The Big Moon Review by Rob Johnson

The Big Moon are all about Big Feelings. They occupy the same lyrical space as Self Esteem whilst still being very much their own thing. Lead singer Jules Jackson can do lovelorn, self-deprecating and exhausted, often within the same song, and it is this, combined with their outward appearance of being a proper girl gang onstage that has seen the band propelled to big festival stages in ever-larger venues. It is a treat, then, to be afforded the opportunity to catch them at York’s The Crescent Community Centre, a 300-cap venue where the band are playing as part of a grassroots venue tour in conjunction with The National Lottery and United By Music.

The band take to the stage to the unmistakable opening riff of ‘Man, I Feel Like a Woman’ by Shania Twain before tearing into their beautiful ballad ‘Wide Eyes’. This is one of 8 tracks from latest album Here is Everything and it’s clear that the band adore these songs. ‘Barcelona’ sees Jackson yearning for connection in a world of bitcoin millionaires and awkward parties before ‘Don’t Think’ laments “avoiding all your shy mates and trailing in the wake of the loud ones” before breaking into the kind of huge chorus that the band have always done so well. Bassist Celia Archer and guitarist Soph Nathan belt it out along with Jackson while drummer Ferd Ford keeps the beat.

‘Daydreaming’ sees the crowd singing along, much to the delight of Jackson who proclaims they sound ‘like a choir’. Second album Walking Like We Do saw the band transition away from crunching guitars to a more synth and keyboard-orientated sound but hearing the band play a punched-up version of ‘Take a Piece’ offers a tantalizing glimpse into what might have happened had The Big Moon continued with the template they set on their debut album. The song soars through the packed North Yorkshire venue and despite Jackson struggling with her voice a couple of times, in the big moments she still sounds electric.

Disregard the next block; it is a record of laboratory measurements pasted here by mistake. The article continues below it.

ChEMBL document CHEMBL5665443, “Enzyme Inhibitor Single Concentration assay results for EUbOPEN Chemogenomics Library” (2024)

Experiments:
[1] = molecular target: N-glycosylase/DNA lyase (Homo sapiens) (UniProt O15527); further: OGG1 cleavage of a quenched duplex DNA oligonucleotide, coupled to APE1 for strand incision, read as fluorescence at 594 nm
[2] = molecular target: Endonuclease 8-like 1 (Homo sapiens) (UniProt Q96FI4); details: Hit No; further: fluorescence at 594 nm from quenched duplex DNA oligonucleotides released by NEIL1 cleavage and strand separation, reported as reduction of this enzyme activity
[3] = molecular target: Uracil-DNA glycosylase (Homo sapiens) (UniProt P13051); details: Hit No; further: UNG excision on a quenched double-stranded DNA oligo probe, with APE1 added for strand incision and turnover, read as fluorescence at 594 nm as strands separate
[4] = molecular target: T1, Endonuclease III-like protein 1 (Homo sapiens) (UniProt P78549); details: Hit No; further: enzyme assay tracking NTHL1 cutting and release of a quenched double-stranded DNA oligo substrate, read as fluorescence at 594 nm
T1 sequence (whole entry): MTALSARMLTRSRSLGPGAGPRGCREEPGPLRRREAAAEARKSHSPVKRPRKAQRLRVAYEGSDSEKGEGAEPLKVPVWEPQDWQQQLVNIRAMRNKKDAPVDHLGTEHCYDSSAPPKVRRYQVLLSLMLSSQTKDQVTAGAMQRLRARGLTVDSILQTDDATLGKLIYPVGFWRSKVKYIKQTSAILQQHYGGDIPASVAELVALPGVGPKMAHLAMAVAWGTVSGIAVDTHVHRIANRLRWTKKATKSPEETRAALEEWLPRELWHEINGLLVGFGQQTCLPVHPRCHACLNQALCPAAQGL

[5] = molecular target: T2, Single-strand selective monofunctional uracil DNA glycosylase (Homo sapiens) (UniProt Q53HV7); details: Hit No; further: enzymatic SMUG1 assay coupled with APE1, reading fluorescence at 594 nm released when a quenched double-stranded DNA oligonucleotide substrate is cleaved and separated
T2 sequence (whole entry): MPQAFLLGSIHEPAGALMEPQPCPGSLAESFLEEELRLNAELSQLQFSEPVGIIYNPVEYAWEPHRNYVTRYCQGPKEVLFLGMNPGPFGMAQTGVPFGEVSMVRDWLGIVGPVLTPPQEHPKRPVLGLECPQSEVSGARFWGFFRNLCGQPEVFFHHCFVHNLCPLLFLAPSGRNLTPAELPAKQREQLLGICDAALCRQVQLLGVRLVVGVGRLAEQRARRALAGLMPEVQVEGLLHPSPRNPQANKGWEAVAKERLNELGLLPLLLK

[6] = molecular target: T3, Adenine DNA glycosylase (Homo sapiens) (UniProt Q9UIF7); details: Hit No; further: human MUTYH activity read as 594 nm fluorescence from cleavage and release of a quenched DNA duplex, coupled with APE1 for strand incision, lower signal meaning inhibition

The response to ‘2 Lines’ confirms that their latest material is just as beloved as their earlier stuff but when the band do finally treat the crowd to a track from their debut album, it’s a real moment. Ford directs Jackson, Archer and Nathan underneath the spotlight so they can perform the first verse of early single ‘Formidable’ acapella before the crashing drums and biting guitar sound drop and fill every corner of the venue with their trademark power pop sound. Phenomenal. Next up, the crowd sing along to every word of ‘Cupid’ before an exquisite run-through of ‘Trouble’ closes out the first part of the set.

The band return to the stage, but not before Archer shares her insecurities about the crowd cheering during the encore. She needn’t worry, everyone is desperate for more, and a spirited rendition of ‘Bonfire’ that sees Jackson delve into the audience for some mass crouching would act as the perfect set closer if not for the song that has come to define The Big Moon.

‘Your Light’ is quite simply a monster of a song. The backing vocals. That chorus. The lyrics. It was an instant classic when it was released in 2020 and retains that classic status now. The band smile from ear to ear. The crowd go wild. It’s a fitting end to a special night.

While there is a nagging sadness to the idea that it’s unlikely that we’ll have the opportunity to see an artist this good in a venue this intimate for a while, there is no denying that The Big Moon knows how to put on a show. Marvellous.

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